The daily advertising challenge is great because it will keep even the most attention deficit disordered college kid entertained long enough for you to get your important work done while challenging them at the same time. Think of this as your own version of the Google job interview question that catches the kids off guard and gets them in the habit of thinking outside the box. I’ve heard doing stuff like “thinking out of the box” can help you be successful.

In case you were wondering, the newspaper headline for me would simply read, “Clark Sparks.”

2. Put them on a new business pitch

One of the drawbacks of most internships in advertising is that they are a little too short to really see a client ad campaign progress from a lowly marketing brief and turn into a raging, hormonal monster hell-bent on getting certain people to think differently about the way they are brushing their teeth. On a new business pitch on the other hand, the timelines are much shorter and a young person gets a chance to see all the facets of the business play out in front of their eyes. And while the learning curve is steep for people unfamiliar with the industry going in, they can easily come out telling the world they had a tangible role in making creative magic happen.

The beauty of a new business pitch is that it gives the kids something of their own to work on that’s separate from what they are learning from you. It’s called “diffusion of responsibility” and it’s a beautiful thing.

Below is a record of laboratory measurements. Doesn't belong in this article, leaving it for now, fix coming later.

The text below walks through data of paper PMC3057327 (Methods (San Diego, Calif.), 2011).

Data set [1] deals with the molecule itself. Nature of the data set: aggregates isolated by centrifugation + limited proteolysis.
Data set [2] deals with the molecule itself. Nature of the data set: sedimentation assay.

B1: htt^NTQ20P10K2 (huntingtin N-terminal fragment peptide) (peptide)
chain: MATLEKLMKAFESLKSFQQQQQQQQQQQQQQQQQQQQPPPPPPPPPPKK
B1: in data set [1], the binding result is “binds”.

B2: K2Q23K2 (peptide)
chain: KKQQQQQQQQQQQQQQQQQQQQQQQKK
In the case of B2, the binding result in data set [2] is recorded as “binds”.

3. Give them their own projects to own

Admittedly, this should be pretty obvious. However, one of the pitfalls of a lot of internships is the work the kids are doing can’t really be taken out of the office and shown to a third party. While we should protect sensitive business information by limiting how much secrets the kid gets to take home with him, they will look like rock stars in their first job interview when they can slap the thing they did when working for you onto the table with a smug look on their face. Extra points if requires them to carry a brief case around with them to hold.

The point here is to give them an experience to take with them. If that’s too much work, make them eat weird food they haven’t eaten before

4. Try to romantically hook them up with other interns.

Alternatively, organize a World Cup tournament between the best soccer nations in the world and have the games broadcast during working hours. Works like a charm.

5. Get them actively involved with the stuff you’re working on

Because, you know, you were there too not too long before and it’s nice to have a second opinion on the work you’re doing, especially when you are still learning yourself. And in turn, both of you will combine forces and cook up summer in the winter.

Having an intern is a very Diet Coke alternative to having a kid. From what I’ve heard, one of the coolest things about having kids is that they will point things out to you that you’ve overlooked for years. Interns have the same way with the small things. Things like how you always put the logo in certain places and how the coffee machine always dispenses enough coffee into the cups to leave room for the milk will be reminded to you once again. And for a brief few minutes, you remember what you thought about the first time you got into the job you love.